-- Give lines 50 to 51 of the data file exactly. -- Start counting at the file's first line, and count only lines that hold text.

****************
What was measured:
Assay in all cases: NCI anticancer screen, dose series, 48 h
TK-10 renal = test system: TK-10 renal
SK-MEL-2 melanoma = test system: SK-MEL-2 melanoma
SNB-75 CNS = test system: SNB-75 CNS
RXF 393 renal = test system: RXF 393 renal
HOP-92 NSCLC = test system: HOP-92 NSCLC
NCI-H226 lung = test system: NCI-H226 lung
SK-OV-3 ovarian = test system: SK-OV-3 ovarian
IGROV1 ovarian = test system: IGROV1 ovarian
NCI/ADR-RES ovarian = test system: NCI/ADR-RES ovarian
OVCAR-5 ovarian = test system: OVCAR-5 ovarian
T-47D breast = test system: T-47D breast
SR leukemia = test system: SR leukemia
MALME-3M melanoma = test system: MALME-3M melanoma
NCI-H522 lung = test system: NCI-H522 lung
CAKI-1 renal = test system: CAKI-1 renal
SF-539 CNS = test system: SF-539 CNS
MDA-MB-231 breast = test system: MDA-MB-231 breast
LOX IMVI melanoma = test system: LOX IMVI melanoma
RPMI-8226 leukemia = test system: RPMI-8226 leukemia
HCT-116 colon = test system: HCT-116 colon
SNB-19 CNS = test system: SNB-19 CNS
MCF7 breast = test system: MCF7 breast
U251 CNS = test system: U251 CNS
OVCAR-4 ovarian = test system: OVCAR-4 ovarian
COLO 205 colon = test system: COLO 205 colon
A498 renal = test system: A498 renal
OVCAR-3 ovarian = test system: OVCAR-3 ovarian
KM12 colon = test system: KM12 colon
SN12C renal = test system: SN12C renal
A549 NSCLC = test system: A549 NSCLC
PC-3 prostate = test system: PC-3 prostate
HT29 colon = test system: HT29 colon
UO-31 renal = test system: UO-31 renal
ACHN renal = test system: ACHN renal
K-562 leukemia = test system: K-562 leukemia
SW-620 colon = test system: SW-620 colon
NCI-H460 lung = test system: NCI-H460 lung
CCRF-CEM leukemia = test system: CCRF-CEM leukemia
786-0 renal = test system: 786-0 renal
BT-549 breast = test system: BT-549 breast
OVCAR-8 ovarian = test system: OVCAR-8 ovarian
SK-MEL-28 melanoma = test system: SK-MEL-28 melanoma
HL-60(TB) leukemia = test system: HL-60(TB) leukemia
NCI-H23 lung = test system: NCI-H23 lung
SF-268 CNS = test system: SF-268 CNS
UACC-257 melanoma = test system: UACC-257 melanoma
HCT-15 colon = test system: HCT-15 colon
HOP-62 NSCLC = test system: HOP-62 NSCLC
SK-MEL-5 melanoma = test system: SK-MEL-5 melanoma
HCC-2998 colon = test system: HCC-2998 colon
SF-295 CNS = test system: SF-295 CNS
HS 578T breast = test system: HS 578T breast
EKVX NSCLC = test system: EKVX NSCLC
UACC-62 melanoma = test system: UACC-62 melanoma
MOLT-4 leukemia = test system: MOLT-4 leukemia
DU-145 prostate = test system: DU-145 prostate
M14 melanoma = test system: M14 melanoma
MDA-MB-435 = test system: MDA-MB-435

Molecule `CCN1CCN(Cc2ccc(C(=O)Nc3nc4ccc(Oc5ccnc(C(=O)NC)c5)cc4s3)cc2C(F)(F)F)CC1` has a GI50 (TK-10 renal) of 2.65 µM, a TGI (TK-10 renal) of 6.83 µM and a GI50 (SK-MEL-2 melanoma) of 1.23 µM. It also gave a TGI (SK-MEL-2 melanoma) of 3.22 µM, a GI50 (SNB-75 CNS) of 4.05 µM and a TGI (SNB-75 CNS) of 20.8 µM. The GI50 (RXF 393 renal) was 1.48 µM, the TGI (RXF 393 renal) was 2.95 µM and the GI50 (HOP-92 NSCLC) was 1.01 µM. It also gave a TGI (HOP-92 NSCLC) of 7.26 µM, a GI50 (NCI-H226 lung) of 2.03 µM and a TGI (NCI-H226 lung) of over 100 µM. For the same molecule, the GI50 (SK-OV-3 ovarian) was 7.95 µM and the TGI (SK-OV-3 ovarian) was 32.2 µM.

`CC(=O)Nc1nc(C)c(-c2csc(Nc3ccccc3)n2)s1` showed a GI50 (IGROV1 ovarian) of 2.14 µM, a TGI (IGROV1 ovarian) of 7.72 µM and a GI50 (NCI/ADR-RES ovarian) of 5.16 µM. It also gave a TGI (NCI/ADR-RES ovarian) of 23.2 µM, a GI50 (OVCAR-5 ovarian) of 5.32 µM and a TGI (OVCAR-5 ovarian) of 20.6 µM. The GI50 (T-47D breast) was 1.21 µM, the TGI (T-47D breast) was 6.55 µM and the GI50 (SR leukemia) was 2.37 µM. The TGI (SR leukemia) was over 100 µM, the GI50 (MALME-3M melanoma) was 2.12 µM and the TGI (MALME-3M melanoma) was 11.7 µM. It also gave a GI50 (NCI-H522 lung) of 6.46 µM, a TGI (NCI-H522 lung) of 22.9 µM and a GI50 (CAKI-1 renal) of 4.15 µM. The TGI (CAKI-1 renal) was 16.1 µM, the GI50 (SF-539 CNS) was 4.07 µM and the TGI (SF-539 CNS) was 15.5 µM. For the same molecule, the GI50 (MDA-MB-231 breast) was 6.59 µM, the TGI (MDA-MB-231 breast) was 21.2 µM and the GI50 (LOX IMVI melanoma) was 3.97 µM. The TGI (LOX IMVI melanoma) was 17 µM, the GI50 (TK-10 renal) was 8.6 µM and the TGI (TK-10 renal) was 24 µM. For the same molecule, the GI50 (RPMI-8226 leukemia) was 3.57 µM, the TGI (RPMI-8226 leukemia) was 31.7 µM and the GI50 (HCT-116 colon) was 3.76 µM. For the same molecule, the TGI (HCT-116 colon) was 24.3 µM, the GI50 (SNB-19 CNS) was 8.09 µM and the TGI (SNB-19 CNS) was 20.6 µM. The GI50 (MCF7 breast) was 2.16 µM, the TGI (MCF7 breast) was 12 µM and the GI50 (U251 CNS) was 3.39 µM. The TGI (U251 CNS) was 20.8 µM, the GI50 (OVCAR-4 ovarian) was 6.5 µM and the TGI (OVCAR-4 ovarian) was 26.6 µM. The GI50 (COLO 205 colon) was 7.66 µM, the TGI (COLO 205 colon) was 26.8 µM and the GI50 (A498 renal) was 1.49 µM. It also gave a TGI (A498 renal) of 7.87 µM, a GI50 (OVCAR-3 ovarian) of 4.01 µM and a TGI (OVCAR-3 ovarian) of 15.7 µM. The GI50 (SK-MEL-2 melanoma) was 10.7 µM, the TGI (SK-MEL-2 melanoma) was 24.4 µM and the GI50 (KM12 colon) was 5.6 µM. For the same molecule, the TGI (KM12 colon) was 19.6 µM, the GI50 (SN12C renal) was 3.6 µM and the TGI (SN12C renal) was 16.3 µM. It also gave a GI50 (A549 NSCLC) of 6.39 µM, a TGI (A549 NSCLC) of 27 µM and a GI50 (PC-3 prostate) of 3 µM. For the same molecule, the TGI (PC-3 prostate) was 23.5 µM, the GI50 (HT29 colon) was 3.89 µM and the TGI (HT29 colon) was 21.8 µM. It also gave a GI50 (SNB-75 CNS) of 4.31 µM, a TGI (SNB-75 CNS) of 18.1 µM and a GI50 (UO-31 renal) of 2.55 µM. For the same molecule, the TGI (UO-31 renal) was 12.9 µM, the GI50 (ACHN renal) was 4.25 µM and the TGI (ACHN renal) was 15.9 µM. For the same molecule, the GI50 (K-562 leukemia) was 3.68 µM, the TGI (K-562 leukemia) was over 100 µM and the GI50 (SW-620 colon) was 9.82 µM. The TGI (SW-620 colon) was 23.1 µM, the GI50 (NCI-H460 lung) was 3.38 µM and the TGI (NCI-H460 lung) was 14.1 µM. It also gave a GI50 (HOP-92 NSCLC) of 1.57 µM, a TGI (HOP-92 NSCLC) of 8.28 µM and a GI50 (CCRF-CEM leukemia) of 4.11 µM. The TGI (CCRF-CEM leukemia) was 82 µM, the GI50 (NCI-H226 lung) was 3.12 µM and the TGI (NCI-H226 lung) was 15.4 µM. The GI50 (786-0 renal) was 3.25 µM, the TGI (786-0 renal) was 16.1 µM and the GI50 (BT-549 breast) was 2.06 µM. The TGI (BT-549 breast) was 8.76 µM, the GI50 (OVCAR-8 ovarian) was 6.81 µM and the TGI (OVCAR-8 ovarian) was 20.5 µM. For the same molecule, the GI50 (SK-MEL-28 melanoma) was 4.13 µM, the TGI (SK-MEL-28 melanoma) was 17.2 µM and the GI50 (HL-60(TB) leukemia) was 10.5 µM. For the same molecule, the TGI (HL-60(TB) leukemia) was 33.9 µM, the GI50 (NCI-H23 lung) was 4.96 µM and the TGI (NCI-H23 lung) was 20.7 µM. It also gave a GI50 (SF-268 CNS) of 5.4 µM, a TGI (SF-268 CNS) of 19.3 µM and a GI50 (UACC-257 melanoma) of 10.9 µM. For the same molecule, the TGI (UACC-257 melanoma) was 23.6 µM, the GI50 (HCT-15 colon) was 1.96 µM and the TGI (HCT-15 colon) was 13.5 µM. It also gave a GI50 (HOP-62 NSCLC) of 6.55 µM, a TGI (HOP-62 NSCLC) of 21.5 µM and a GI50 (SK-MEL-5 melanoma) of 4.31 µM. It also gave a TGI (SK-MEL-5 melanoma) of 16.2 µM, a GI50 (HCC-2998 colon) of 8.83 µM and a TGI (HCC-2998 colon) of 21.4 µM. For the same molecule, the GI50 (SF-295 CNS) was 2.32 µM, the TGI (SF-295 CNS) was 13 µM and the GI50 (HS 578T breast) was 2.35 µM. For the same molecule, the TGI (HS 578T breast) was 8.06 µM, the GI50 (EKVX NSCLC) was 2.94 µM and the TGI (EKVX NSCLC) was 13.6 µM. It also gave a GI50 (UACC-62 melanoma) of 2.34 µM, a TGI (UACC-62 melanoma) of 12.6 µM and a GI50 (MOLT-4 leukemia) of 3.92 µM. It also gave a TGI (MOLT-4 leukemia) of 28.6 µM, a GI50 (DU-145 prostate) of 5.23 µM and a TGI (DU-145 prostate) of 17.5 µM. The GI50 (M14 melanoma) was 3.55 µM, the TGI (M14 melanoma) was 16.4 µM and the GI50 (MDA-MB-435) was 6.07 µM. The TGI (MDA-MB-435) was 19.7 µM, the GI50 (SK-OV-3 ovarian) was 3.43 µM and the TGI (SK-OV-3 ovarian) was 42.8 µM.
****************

HOP-62 NSCLC = test system: HOP-62 NSCLC
SK-MEL-5 melanoma = test system: SK-MEL-5 melanoma